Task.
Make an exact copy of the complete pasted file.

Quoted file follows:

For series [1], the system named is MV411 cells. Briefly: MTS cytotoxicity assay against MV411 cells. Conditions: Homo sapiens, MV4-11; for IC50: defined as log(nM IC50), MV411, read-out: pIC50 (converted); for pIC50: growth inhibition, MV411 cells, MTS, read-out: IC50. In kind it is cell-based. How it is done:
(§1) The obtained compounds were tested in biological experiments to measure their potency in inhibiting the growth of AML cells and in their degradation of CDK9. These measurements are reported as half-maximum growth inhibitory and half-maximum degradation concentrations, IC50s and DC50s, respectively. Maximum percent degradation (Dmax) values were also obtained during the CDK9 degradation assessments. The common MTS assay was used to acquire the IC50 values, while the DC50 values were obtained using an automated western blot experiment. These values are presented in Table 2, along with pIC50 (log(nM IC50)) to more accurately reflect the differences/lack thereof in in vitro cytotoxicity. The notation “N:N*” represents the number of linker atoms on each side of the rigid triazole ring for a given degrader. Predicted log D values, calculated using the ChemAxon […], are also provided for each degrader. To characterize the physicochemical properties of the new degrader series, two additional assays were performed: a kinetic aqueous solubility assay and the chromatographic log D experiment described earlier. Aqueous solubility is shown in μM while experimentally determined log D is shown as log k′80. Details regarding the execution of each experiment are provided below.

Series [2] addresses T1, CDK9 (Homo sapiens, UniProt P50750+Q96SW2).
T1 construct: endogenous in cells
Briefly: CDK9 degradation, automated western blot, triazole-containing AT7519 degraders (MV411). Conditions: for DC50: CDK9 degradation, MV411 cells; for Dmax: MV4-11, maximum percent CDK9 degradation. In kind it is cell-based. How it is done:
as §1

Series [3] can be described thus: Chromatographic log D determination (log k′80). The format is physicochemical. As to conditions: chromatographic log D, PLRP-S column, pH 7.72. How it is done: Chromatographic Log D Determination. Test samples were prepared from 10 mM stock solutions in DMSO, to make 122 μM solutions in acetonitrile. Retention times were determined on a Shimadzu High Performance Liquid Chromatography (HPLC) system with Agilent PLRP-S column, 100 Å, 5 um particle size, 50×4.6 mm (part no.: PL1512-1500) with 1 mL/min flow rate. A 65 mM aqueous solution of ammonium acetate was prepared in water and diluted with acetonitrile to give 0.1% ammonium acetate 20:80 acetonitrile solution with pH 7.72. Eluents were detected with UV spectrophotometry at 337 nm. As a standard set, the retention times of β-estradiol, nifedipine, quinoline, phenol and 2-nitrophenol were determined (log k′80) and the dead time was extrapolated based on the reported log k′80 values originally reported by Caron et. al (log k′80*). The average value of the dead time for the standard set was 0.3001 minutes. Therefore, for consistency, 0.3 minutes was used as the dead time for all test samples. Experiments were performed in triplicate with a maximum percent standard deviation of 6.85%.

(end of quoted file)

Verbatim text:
For series [1], the system named is MV411 cells. Briefly: MTS cytotoxicity assay against MV411 cells. Conditions: Homo sapiens, MV4-11; for IC50: defined as log(nM IC50), MV411, read-out: pIC50 (converted); for pIC50: growth inhibition, MV411 cells, MTS, read-out: IC50. In kind it is cell-based. How it is done:
(§1) The obtained compounds were tested in biological experiments to measure their potency in inhibiting the growth of AML cells and in their degradation of CDK9. These measurements are reported as half-maximum growth inhibitory and half-maximum degradation concentrations, IC50s and DC50s, respectively. Maximum percent degradation (Dmax) values were also obtained during the CDK9 degradation assessments. The common MTS assay was used to acquire the IC50 values, while the DC50 values were obtained using an automated western blot experiment. These values are presented in Table 2, along with pIC50 (log(nM IC50)) to more accurately reflect the differences/lack thereof in in vitro cytotoxicity. The notation “N:N*” represents the number of linker atoms on each side of the rigid triazole ring for a given degrader. Predicted log D values, calculated using the ChemAxon […], are also provided for each degrader. To characterize the physicochemical properties of the new degrader series, two additional assays were performed: a kinetic aqueous solubility assay and the chromatographic log D experiment described earlier. Aqueous solubility is shown in μM while experimentally determined log D is shown as log k′80. Details regarding the execution of each experiment are provided below.

Series [2] addresses T1, CDK9 (Homo sapiens, UniProt P50750+Q96SW2).
T1 construct: endogenous in cells
Briefly: CDK9 degradation, automated western blot, triazole-containing AT7519 degraders (MV411). Conditions: for DC50: CDK9 degradation, MV411 cells; for Dmax: MV4-11, maximum percent CDK9 degradation. In kind it is cell-based. How it is done:
as §1

Series [3] can be described thus: Chromatographic log D determination (log k′80). The format is physicochemical. As to conditions: chromatographic log D, PLRP-S column, pH 7.72. How it is done: Chromatographic Log D Determination. Test samples were prepared from 10 mM stock solutions in DMSO, to make 122 μM solutions in acetonitrile. Retention times were determined on a Shimadzu High Performance Liquid Chromatography (HPLC) system with Agilent PLRP-S column, 100 Å, 5 um particle size, 50×4.6 mm (part no.: PL1512-1500) with 1 mL/min flow rate. A 65 mM aqueous solution of ammonium acetate was prepared in water and diluted with acetonitrile to give 0.1% ammonium acetate 20:80 acetonitrile solution with pH 7.72. Eluents were detected with UV spectrophotometry at 337 nm. As a standard set, the retention times of β-estradiol, nifedipine, quinoline, phenol and 2-nitrophenol were determined (log k′80) and the dead time was extrapolated based on the reported log k′80 values originally reported by Caron et. al (log k′80*). The average value of the dead time for the standard set was 0.3001 minutes. Therefore, for consistency, 0.3 minutes was used as the dead time for all test samples. Experiments were performed in triplicate with a maximum percent standard deviation of 6.85%.